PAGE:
I have never heard such happy noises from my family. We even let Brian have a little bit and he cried when it was all gone. It was awesome. It is the only milkshake that has made me want to cry. I think I might have actually shed a tear when it was all gone.\
Oh, and the measurements are all approximate. I don’t measure stuff… sorry if I guessed wrong, but you’ll still get a milkshake out it, so how bad can it be?\
Tomorrow night, mint chocolate chip.
I swear, this almost never happens to me. This morning, before work, I cried uncontrollably. It was like floodgates opened, and all the liquid in my body left through my eye holes. Did I have an emotional breakdown because of all the things I can’t tell you about? Nope, it was those damn boiler onions. I was throwing a roast in the crockpot, and for some reason, those little onions hit me wrong. I couldn’t open my eyes for almost five minutes, the sting was so bad. That almost never happens to me, especially with those little onions (now, white onions are a whole different story).\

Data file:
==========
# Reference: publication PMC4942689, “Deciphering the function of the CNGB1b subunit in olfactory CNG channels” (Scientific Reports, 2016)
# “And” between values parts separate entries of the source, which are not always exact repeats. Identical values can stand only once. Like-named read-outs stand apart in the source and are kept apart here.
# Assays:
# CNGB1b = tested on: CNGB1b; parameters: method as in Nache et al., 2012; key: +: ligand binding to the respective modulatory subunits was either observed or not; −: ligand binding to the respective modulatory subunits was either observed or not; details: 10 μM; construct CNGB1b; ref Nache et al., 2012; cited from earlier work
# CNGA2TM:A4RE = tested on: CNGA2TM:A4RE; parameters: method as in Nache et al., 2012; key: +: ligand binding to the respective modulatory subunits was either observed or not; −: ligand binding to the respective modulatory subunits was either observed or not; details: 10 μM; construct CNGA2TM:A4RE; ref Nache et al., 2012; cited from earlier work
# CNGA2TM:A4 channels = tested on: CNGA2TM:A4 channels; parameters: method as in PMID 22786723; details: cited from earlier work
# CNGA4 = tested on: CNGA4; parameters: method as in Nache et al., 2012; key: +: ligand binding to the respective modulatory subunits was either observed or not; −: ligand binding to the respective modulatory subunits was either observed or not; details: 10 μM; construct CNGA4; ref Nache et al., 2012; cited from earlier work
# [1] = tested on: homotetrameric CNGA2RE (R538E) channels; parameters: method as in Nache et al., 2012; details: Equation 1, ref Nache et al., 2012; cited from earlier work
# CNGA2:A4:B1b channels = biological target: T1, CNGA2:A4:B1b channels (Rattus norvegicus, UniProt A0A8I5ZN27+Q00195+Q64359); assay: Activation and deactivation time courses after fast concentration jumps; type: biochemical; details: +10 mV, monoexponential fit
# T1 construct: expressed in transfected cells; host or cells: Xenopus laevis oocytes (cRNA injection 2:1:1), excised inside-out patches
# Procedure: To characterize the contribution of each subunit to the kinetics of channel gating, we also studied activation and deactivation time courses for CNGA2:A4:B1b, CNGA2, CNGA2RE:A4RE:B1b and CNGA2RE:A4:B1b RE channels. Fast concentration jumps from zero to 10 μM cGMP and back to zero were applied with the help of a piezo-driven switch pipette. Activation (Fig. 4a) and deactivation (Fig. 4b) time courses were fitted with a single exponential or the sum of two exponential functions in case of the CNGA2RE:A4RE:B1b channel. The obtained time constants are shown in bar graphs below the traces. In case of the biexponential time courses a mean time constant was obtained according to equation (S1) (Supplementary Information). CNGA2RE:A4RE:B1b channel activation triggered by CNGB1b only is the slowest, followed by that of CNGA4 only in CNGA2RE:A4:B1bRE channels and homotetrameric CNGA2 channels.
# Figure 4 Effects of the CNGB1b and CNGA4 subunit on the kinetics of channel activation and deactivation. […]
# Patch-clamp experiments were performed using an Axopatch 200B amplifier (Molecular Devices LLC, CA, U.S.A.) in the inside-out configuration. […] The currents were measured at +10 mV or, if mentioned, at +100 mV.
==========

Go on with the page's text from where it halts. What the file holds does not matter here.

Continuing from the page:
It wasn’t all bad… now my eyes feel great, perfectly refreshed and ready for a long day of staring at a monitor.
What did I do before work today? Did I take a shower? Did I get dressed? Did I take my medicine? Yes to all of the above. What else did I do? I made chocolate chip cookies! Yes, before work! I am Superman.
This Salon article on cooking shows was entertaining, and I can’t agree more with their take on Good Eats, but I think they missed one: Molto Mario. In 24 minutes, Mario can make you believe you can create good Italian home-cooking, and he’s right. He gives you the basics, and the tools for doing pretty much anything you want. After three shows, you’ll be braising to your heart’s content. And, he’s entertaining to boot.\